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Spay & Neuter: Myths & Facts

Posted by siyerwin on Monday, May 21, 2007 at 7:34 AM

Here's something I got from the Philippine Animal Welfare Society website. I do think there are still a lot of people out there who see spay&neuter as something as taboo for their beloved cats and dogs. They couldn't be more wrong:

Myth: A female cat or dog should have a litter before she is spayed.
Fact: The sooner you spay your female, the better her health will be in the future. As long as a kitten or puppy weighs more than 2 pounds and is 2 months old, he or she can be neutered or spayed. Many veterinarians are practicing perfectly safe early sterilization. The likelihood of developing mammary tumors or uterine infections increases the longer a female goes unspayed. In fact, female spayed before sexual maturity (6-9 months of age) has one-seventh the risk of an intact female of developing mammary cancer.
Myth: Spaying or neutering (sterilization) will alter my pet's personality.
Fact: Any slight change will be positive. Regardless of the age when spayed or neutered, your pet will remain a caring, loving and protective companion. Neutering will reduce the need to breed, and that has a calming effect on many animals. Both neutered male canines and felines tend to stop roaming and fighting and lose the desire to mark their territory with urine.
Myth: Companion animals will become fat and lazy if they are neutered.
Fact: Absolutely not! Lack of exercise and overfeeding make pets fat and lazy - not neutering. Your pet will not gain weight if you provide exercise and monitor food intake. Neutering is good for your pet, since sterilized pets tend to live an average of two to three years longer than unsterilized pets.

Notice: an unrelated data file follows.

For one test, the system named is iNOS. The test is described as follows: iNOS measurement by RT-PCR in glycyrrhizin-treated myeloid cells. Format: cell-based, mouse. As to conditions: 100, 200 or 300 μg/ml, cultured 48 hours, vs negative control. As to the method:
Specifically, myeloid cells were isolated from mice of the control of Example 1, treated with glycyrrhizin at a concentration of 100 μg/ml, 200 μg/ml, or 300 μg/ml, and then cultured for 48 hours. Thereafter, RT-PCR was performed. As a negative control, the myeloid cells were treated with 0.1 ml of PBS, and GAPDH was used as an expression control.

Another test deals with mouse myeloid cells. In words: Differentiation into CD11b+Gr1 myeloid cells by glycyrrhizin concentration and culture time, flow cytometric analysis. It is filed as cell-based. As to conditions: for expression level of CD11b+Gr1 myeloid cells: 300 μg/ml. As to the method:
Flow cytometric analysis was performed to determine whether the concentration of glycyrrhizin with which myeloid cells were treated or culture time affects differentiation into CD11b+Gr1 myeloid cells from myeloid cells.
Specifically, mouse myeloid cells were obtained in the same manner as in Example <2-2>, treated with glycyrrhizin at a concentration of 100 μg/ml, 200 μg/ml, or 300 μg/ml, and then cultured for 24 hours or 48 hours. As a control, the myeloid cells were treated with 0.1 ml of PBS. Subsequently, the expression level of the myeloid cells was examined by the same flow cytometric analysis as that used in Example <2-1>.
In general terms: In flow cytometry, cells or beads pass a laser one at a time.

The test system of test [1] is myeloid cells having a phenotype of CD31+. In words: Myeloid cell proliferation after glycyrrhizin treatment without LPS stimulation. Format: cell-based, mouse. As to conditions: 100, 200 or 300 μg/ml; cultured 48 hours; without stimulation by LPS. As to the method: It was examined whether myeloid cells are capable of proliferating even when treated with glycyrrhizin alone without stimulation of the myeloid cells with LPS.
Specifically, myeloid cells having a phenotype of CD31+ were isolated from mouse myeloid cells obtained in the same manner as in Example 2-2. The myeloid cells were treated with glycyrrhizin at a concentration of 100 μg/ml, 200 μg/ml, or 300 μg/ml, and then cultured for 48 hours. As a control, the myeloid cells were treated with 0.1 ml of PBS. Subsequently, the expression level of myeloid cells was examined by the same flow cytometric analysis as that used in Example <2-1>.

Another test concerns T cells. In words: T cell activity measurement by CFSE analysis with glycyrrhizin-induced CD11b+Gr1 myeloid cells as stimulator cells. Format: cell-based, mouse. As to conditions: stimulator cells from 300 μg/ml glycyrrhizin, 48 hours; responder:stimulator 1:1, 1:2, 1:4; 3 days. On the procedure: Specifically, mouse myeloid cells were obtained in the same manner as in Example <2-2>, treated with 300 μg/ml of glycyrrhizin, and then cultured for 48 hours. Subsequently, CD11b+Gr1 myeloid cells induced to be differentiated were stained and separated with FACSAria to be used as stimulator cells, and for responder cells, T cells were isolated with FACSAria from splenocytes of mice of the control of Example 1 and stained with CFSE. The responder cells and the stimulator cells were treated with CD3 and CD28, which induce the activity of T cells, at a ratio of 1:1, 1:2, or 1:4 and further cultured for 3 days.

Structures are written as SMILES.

Myth: Sterilization is a dangerous and painful surgery for my pet.
Fact: Spaying and neutering are the most common surgeries performed on animals. With a minimal amount of home care, your pet will resume normal behavior in a couple of days.
Myth: Children should witness the miracle of birth.
Fact: Countless books and videos are available to teach your children about birth in a responsible manner. Letting your pet produce offspring you have no intention of keeping is teaching your children irresponsibility. Anyone who has seen an animal euthanized in a shelter for lack of a home knows the truth behind this dangerous myth.

For your spaying and neutering concerns, you may get in touch with PAWS through (email) philpaws [at] yahoo [dot] com or through (tel.) 475-1688.

For other organizations and establishments offering spay/neuter services, please check out my other post here.

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  1. 12 comments: Responses to “ Spay & Neuter: Myths & Facts ”

  2. By Annabelle on May 21, 2007, 3:32:00 PM

    Hi! I made a site for CARA to encourage adoption, so it's somewhat like yours. I added a link to your blog, and if you don't mind, could you do the same for mine? The address is We really need to get the word out about all these homeless animals. Thanks!

  3. By siyerwin on May 21, 2007, 4:52:00 PM

    Hello, annabelle!

    I already added the site even before you asked. Thanks very much for creating it. i really wish those dogs and cats find home soon. I already love eddy, henry and lisa! ;-)

  4. By ryan on May 28, 2007, 4:26:00 PM

    hi there.. i want to help you guys in promoting your advocacy.. kindly let me know of any support that we can provide... we normally do fund raising events and gigs for different organizations.. kindly visit or email me at

    keep up the good work!

  5. By siyerwin on May 29, 2007, 4:48:00 PM

    hank you very much, ryan! we might just take you up on your offer. though, i'm really not familiar with how these things work. eto ba yun mga "for the benefit of" gigs? got your email. will get you in touch with one of PAWS' directors.

    thanks and see you around!

  6. By Anonymous on Mar 7, 2008, 2:29:00 AM

    good day po. my sister and i just checked your blog earlier and we love it very much. we decided to adopt a puppy if meron po for adoption. we are willing to process all of the papers needed. we hope for an urgent response. Thank you.

    you can reach me thru
    Godbless po sa PAWS.

  7. By siyerwin on Mar 7, 2008, 9:09:00 AM

    Hello, Laarni!